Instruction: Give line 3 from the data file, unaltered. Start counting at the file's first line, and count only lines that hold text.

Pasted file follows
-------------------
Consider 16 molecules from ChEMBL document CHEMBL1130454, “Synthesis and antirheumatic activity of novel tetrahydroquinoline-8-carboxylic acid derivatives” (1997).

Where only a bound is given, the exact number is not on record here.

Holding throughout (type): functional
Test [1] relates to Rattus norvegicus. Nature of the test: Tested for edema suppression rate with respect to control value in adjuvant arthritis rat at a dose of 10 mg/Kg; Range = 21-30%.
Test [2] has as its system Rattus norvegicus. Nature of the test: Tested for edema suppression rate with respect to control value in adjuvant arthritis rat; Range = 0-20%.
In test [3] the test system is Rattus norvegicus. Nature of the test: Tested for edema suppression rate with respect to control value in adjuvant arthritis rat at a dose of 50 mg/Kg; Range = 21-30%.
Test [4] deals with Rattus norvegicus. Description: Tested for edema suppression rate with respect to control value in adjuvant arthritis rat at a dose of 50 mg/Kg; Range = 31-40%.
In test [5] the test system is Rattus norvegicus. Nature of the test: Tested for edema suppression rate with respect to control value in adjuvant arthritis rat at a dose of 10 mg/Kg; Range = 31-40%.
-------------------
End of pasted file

Holding throughout (type): functional